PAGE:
Parenting: Kids and Technology – Our Six Guidelines

Oct 17, 2022 | Family, Parenting

Technology. It’s made things both easier and harder. And parenting is no exception.

One of the best things we can do as parents today is to talk with each other about how we manage kids and technology in our homes. When we talk about it, we discover we’re not alone with the struggles, and we share ideas that could help each other out.

That’s what I’m hoping to do today in sharing how we’ve managed technology in the home. Maybe it’ll give you some ideas for things to try. I hope it will also give you some encouragement in the long journey that is raising kids – because we all need that regularly 🙂

My Background

I love technology. I’ve been fascinated with computers since I was a kid. In the 1980s at school, the teachers handed me new software to test out and tell them how to use it. In the early 1990s, I was already coding. By 1998, I’d discovered the internet and my mind was blown by the possibilities.

Then I went off to do a Computer Science and Technology degree and made my career in IT.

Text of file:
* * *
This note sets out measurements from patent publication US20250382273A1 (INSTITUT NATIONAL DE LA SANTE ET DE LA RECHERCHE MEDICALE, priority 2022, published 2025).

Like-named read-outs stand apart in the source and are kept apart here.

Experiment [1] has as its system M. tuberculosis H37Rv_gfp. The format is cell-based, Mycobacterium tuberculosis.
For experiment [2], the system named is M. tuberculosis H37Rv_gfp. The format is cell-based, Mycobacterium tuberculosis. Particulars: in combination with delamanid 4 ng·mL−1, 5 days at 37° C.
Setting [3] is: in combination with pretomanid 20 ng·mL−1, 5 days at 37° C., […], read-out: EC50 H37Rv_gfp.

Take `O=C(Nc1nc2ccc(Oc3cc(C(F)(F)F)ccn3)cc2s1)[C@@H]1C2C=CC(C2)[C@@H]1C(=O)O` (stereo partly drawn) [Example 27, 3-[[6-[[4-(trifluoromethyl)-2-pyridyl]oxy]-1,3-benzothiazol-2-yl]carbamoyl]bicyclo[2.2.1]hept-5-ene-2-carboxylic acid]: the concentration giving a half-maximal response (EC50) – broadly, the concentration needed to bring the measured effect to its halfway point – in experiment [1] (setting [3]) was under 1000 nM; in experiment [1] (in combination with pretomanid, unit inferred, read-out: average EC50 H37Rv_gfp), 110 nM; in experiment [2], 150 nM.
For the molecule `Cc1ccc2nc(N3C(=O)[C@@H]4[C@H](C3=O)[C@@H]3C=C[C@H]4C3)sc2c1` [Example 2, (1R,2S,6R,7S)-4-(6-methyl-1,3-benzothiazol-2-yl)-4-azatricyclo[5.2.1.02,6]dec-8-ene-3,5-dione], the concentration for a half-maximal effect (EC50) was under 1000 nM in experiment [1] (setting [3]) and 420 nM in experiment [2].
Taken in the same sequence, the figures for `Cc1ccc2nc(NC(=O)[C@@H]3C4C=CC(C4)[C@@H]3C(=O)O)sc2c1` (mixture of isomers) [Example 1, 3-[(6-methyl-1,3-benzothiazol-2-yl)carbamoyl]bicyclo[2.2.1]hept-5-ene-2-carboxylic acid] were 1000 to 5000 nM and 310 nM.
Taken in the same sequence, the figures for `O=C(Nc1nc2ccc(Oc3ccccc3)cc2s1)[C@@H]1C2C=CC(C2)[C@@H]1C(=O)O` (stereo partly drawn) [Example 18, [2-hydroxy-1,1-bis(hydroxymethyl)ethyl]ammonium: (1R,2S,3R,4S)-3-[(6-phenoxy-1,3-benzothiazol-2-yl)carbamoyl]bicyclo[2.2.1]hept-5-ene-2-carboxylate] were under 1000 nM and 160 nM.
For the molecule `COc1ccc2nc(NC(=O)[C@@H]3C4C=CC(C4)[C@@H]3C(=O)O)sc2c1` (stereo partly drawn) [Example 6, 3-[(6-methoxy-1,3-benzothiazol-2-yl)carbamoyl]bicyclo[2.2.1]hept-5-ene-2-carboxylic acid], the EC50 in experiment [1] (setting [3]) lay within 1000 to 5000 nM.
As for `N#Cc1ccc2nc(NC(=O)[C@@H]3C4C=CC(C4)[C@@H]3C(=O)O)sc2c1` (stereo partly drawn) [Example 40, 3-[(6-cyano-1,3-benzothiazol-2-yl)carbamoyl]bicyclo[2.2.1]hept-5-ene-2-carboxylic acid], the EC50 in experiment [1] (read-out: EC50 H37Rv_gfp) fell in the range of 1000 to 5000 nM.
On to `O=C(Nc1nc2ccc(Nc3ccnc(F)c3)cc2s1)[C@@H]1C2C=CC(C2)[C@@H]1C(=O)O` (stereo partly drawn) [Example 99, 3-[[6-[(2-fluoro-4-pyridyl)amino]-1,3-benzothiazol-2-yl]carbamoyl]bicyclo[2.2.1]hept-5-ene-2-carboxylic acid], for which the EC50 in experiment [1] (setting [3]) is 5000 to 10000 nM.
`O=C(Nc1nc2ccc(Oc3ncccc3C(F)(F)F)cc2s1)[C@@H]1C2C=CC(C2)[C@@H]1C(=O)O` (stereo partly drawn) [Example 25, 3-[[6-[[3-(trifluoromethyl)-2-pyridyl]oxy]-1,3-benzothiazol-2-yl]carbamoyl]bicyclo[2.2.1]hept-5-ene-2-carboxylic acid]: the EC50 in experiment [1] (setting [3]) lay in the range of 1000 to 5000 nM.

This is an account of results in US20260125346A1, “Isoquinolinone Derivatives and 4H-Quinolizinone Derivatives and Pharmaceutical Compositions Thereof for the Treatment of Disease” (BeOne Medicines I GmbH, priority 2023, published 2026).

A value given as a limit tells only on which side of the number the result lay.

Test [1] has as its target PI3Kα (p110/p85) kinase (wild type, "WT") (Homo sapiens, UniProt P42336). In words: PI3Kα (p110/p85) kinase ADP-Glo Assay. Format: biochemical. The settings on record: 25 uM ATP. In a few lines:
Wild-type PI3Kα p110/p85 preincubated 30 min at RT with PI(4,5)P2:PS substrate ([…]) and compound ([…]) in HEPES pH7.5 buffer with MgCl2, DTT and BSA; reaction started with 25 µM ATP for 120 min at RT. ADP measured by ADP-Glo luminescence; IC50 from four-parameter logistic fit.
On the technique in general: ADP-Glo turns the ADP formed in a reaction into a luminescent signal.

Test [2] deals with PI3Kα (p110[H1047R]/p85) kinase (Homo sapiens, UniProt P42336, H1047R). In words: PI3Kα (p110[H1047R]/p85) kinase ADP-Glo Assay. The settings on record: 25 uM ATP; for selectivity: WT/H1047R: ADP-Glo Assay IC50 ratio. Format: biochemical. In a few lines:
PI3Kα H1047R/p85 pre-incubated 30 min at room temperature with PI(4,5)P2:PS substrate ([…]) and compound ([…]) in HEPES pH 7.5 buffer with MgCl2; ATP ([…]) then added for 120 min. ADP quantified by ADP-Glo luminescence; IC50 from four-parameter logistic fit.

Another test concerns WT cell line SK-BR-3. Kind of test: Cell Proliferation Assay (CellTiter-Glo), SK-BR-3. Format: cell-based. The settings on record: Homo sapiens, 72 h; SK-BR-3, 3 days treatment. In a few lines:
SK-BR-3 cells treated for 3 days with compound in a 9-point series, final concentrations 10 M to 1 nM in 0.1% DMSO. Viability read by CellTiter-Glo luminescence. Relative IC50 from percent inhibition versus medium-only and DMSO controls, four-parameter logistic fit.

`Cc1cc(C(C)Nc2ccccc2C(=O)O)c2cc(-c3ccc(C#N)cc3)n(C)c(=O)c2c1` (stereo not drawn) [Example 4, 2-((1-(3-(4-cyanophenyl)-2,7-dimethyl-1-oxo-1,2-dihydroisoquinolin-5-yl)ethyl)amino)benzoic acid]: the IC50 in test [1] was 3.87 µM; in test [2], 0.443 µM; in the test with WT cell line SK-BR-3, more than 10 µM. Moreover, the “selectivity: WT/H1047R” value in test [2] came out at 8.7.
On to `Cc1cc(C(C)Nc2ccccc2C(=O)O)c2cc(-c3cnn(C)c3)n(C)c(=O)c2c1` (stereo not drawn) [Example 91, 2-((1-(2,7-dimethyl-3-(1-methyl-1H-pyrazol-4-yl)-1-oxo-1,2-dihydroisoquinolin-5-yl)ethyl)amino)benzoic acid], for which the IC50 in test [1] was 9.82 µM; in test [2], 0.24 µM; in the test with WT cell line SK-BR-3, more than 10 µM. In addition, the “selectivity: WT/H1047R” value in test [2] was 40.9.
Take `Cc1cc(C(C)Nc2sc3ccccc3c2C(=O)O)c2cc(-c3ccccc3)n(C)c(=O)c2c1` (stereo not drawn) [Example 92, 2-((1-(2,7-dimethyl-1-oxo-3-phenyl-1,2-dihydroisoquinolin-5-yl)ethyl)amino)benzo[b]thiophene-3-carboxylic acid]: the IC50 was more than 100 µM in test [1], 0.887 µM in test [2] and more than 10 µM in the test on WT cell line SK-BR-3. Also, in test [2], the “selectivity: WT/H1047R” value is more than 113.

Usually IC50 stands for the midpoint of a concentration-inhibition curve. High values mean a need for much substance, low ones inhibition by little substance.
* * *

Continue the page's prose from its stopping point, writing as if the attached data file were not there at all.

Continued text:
That’s just to give you some context, so that you know I’m not a “technology is evil!” kind of parent, nor am I a techno-phobe.

Being in IT means I’ve seen the best in technology – and the worst.

I think digital music is the best thing since sliced bread. Digital books? Well. That’s convenient for sure, but I still prefer the physical books.

The ability to keep in touch with friends and family no matter where they are in the world? Priceless.

The fact that it also means strangers can contact your children? Downright scary.

Aside from that, overuse of technology has changed who we are as people. Our communication skills, relationships, and ability to concentrate are all affected. There are squillions of articles and studies out there about it. Having worked in the IT industry for more than twenty years, I’ve seen that some of the skills lacking in IT workers are interpersonal and communication skills. Things like being able to hear and understand what the users require, and communicating how to use things in a way that the average person can understand. It doesn’t matter if someone is brilliant at coding. If they don’t understand what the users need the software or app to actually do, they won’t produce what is really required. Coding is easy to learn for those who are interested in it. It’s the other soft skills that are more difficult to develop, and I think it’s easier to do that when you’re younger.

So naturally when I became a parent, I put a lot of thought into how we would manage the relationship between our kids and technology.